1 Story on Part. § 317, 318, 319; Nerot v. Burnand, 4 Russ. 250; 3 Kent, Comm. lect. 43, p. 56; Crawshay v. Collins, 15 Ves. 218; Gow on Part. ch. 5, § 1, p. 219, 220; Vulliamy v. Noble, 3 Meriv. 614; Gillespie v. Hamilton, 3 Madd. 251; Scholefield v. Eichelberger, 7 Peters, 586; Burwell v. Cawood, 2 How. 560; Knapp v. McBride, 7 Ala. 19.
2 Griswold v. Waddington, 16 Johns. 438; Story on Part. § 303, 304, 315; Coll. on Part. B. 1, ch. 2, § 2, p. 71; Watson on Part. ch. 5, § 1, p. 216, 217, 3d ed.; Nerot v. Burnand, 4 Russ. 247; Potts v. Bell, 8 T. R. 561; The Rapid, 8 Cranch, 155, 161; The Hoop, 1 Rob. Adm. 196; The Julia, 8 Cranch, 181. See Clemontson v. Blessig, 11 Exch. 135.
3 Whitman v. Leonard, 3 Pick. 179; Arnold v. Brown, 24 Pick. 94. See Ayer v. Ayer, 41 Vt. 346 (1868); Tenney v. New England Prot. Union, 37 Vt. 64 (1864).
4 Cochran v. Perry, 8 Watts & Serg. 262.
5 Marquand v. Pres. & Dir. of N. Y. Manuf. Co., 17 Johns. 525; Ketcham v. Clark, 6 Johns. 148; 3 Kent, Comm. lect. 43, p. 59, 4th ed.; Rodriguez v. Hefiernan, 5 Johns. Ch. 417; Nicoll v. Mumford, 4 Johns. Ch. 522, 525; Ex parte Barrow, 2 Rose, 252; Murray v. Bogert, 14 Johns. 318; Kingman tion of the partnership is at variance with the regulation of the bankrupt law, the whole of the bankrupt's property being vested in the assignee. The dissolution takes effect from the decree of bankruptcy under the commission, and reverts to the time when the act of bankruptcy was committed.1 From the time, therefore, of the act of bankruptcy, all the acts of the bankrupt partner are void, and the solvent partners cannot carry on the partnership business.2 So, also, in the case of involuntary assignment, under judicial process, where a separate creditor of the partner levies an execution on the partnership goods and sells them, the partnership is dissolved fro tanto, to the extent of the right, title, and interest levied upon, and sold.3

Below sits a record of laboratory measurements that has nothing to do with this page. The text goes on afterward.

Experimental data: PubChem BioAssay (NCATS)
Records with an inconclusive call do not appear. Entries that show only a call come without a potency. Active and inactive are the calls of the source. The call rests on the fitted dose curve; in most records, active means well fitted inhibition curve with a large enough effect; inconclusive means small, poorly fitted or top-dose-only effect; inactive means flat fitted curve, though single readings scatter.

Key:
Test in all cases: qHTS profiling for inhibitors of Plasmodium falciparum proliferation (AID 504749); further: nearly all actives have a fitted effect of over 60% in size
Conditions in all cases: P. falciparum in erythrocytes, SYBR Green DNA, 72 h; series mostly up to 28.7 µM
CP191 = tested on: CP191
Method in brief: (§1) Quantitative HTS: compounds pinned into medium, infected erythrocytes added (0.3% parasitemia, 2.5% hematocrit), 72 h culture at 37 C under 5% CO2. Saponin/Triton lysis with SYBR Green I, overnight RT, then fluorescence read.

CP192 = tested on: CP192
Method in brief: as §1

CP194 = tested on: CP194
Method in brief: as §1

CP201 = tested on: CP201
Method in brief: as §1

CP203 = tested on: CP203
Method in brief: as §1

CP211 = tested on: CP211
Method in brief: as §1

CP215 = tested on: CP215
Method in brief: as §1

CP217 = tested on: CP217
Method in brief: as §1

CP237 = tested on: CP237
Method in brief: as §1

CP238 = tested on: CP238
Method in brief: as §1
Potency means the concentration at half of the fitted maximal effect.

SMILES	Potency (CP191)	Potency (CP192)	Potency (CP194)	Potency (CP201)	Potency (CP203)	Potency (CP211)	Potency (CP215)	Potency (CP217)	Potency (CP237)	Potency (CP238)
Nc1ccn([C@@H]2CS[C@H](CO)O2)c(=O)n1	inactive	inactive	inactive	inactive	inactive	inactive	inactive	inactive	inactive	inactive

§ 318. Secondly. If there be no definite time agreed upon limiting the duration of the partnership, it may be dissolved at any moment by one partner; for, in such case, it can only exist by the consent of all the parties. But if the partnership be formed for a definite time, it can only be dissolved, within that time, by the mutual agreement of all the parties.4
§ 319. Thirdly. If a time be fixed for the duration of the partnership, upon the expiration of such time it is dissolved.
v. Spurr, 7 Pick. 235; Heath v. Sansom, 4 B. & Ad. 175; Tapley v. Butter-field, 1 Met. 515; Havens v. Hussey, 5 Paige, 30, 31; Hitchcock v. St. John, Hoffm. 511; Anderson v. Tompkins, 1 Brock. 456; Pearpoint v. Graham, 4 Wash. C. C. 232; Story on Part. 307-309; Arnold v. Brown, 24 Pick. 94.
1 Story on Part. § 314; Watson on Part. ch. 5, p. 302 to 313, 2d ed.; Gow on Part. ch. 5, § 3, p. 298; Coll. on Part. B. 4, ch. 1, p. 583 to 590; Fox v.. Hanbury, Cowp. 445; Hague v. Rolleston, 4 Burr. 2174; Ex parte Smith, 5 Ves. 295; Harvey v. Crickett, 5 M. & S. 336; Dutton v. Morrison, 17 Ves. 194; Barker v. Goodair, 11 Ves. 78; Thomason v. Frere, 10 East, 418.